Manufacturers of devices and security conscious individuals are always telling us to be extremely protective and wary of the personal data that we store on our mobile devices. Those who design and build mobile platforms, such as Apple and Google, make a point of integrating functionality that allows security to be placed on those devices running it. Fingerprint detection and the ability to store an access passcode are two examples of this security conscious approach. With that in mind, there’s a new video going viral on the Internet that shows how setting up a secure passcode can be taken to the very extremes of sanity.
It’s always extremely prudent to be additionally careful when it comes to securing your own data on a mobile device, such as an iPhone or iPad. Setting up a four-digit or six-digit passcode along with fingerprint detection via Touch ID is generally deemed to be the way forward. However, some people do like to input a slightly longer passcode or alphanumerical password that better secures their information. However one person who was captured on video entering what can only be described as the world’s longest passcode, may have taken things a little too far.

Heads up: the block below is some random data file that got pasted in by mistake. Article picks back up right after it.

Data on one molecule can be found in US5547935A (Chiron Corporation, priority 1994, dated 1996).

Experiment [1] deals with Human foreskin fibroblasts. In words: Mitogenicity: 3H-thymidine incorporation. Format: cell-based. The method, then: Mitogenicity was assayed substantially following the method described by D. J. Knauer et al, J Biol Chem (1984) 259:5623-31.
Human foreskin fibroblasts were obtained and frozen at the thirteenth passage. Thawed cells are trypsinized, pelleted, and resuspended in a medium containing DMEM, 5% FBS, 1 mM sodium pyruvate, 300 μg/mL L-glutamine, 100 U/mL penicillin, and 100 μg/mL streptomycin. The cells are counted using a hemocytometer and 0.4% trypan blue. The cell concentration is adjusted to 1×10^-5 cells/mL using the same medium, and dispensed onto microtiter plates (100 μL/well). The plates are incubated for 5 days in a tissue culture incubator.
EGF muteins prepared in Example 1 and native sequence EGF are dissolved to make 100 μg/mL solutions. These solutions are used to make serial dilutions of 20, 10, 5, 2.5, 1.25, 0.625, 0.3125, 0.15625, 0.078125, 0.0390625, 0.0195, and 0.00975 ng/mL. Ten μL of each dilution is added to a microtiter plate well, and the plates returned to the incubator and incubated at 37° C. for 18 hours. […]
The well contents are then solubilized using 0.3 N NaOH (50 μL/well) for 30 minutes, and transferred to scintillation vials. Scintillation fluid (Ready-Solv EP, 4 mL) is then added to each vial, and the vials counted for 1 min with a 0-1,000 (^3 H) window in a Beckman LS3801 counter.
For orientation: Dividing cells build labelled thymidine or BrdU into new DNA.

The person in the video was filmed on the Japanese subway system accessing his iPhone by inputting the longest passcode that’s ever been created. One Twitter user just happened to be sitting over the shoulder of the individual filming the whole thing. The filming of the event is as bizarre as the passcode length itself to be perfectly honest. Nevertheless, the video has managed to get into the public domain and is currently going viral across the web as people look on in amazement at the sheer length of the code required just to unlock the iPhone in this video.
The whole video only lasts seventeen seconds, but twelve of those involves an extremely cautious iPhone owner entering his passcode. Madness. We can only imagine the amount of time this individual has lost in productivity from simply wanting to check the weather or download an app from the App Store. If Apple ever needed a perfect real-world example of why Touch ID is a fantastic invention, then this is most definitely it. Check out the passcode in action in the video below for yourself.
— 寺下義人 (@yossy1999116) November 7, 2015